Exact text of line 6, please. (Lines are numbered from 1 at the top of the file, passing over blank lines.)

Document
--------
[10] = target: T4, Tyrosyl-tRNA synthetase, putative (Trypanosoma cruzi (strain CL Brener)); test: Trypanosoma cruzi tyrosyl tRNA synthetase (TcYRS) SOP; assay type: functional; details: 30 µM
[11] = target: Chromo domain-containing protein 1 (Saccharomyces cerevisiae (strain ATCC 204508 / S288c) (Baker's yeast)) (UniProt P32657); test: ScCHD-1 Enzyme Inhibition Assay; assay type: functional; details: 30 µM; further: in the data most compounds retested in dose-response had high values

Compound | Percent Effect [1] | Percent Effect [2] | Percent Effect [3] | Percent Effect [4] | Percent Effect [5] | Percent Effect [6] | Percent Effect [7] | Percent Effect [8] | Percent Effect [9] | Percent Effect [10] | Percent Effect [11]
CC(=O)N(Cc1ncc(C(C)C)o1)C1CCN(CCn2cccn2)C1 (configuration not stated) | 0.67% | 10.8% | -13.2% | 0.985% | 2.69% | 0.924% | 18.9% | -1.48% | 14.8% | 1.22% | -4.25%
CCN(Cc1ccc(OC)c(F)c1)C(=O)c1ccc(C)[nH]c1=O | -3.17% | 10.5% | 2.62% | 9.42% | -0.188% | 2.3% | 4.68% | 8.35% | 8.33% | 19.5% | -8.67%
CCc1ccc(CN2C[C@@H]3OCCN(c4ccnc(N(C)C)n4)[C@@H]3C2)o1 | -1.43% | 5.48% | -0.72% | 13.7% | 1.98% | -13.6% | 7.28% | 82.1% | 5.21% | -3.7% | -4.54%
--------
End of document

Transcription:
CCc1ccc(CN2C[C@@H]3OCCN(c4ccnc(N(C)C)n4)[C@@H]3C2)o1 | -1.43% | 5.48% | -0.72% | 13.7% | 1.98% | -13.6% | 7.28% | 82.1% | 5.21% | -3.7% | -4.54%